Tools make it easier for project managers and execs to try to collect data from developers for compliance initiatives, and the additional (and often unnecessary) burden that places on a development team in turn compromises development efforts, including those not directly related to coding.
I'm for it.
I agree with the above about R. But as regards to reliability, I would prefer SAS to R, even though I hate SAS even more than R. Yes, R has lots and lots of features, good documentation, better libraries than any other out there. But sometimes I find discrepancies between R and SAS in performing the same operations, and when I test which is right SAS always seems to win. That is to say that R as an open source platform has the same problems open source platforms tend to have -- buggy code, sometimes inconsistent or barely-there documentation. Vendor-supported software like SAS does have a quality advantage.
Also, Matlab / Octave rocks when it comes to matrix manipulation. It beats R hands down in working with matrices.
I mean, please, let them do what reasonable people should be expected to do to make a life for themselves!
If you see the conditions some of the families of H1-B visa holders live in, through no fault of their own, you would agree to let spouses work if they can and are willing.
This is a question of decency, and dignity.
Should be Skynet
Mod up parent, please.
Soy lecithin is a good example of how plant-based replacements for eggs can succeed.
No, you aren't.
. . . I'm totally down with it.
NASA should move into a role of supporting commercial space flight. Let players like SpaceX and Bigelow Aerospace create the technologies needed. Let the lawyers figure out how to grant property rights on the Moon, Mars, etc. At this point, I'm inclined to view the ISS as a LEO flying turkey.
If you think the signatories to the privacy rules really believe in them, you are smoking some awfully strong weed. No politician--NO POLITICIAN--cares about your privacy. At best those rules will be used unilaterally and when some advantage against the US can be secured through those rules.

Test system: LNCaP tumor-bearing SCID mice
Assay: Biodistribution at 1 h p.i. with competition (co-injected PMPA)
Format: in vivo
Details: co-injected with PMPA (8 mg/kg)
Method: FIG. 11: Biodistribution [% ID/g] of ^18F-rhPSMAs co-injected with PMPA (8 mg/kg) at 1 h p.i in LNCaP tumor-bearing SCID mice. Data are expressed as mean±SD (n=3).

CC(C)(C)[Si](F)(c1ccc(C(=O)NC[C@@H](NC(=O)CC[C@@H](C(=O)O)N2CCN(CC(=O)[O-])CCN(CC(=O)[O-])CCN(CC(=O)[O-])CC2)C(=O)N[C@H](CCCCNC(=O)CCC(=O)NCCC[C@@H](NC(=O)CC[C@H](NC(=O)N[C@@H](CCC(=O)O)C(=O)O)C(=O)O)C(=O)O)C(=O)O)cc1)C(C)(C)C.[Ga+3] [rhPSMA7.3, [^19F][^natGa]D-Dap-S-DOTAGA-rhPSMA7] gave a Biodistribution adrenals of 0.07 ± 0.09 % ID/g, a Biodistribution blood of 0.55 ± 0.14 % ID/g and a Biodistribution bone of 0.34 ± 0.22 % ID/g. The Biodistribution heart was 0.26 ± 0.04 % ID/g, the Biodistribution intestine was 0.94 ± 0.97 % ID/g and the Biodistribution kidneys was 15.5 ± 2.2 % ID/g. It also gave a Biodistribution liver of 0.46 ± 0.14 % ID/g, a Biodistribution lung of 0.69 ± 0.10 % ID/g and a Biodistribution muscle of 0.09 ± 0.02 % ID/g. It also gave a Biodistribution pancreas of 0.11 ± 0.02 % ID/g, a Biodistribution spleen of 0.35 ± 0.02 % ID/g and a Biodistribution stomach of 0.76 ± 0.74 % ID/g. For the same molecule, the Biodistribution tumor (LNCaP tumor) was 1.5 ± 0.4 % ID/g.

On the flip-side, if you think the US is doing the same thing, you're right. This is politics, and you have to see both sides, not just one, through political lenses.
On the one horn of the dilemma, we like privacy and want information to be free. So we embrace technologies like Tor, form darknets, etc. But on the other horn, there really are people out there who will use these technologies to bring harm to innocent people--for the greater good, of course (or for a profit). These people will use technology against our best wishes.
This is big news. Expect untold exploits for the Adobe technology stack to emerge out of this. If someone or some group is determined to run Adobe into the ground, they are off to a good start.
That was my reaction when I saw the article. According to http://www.forbes.com/sites/jimpowell/2013/08/01/how-did-rich-connecticut-morph-into-one-of-americas-worst-performing-economies/ , Connecticut dug itself a cozy little fiscal hole. Now the proverbial chickens from a whole host of public welfare schemes and public-sector union bloat are coming home to roost.
So what if it if the design is inspired by a Sci-Fi TV show? Show me that this would have cost way more than some other design had a non-Star Trek fan been responsible for its acquisition.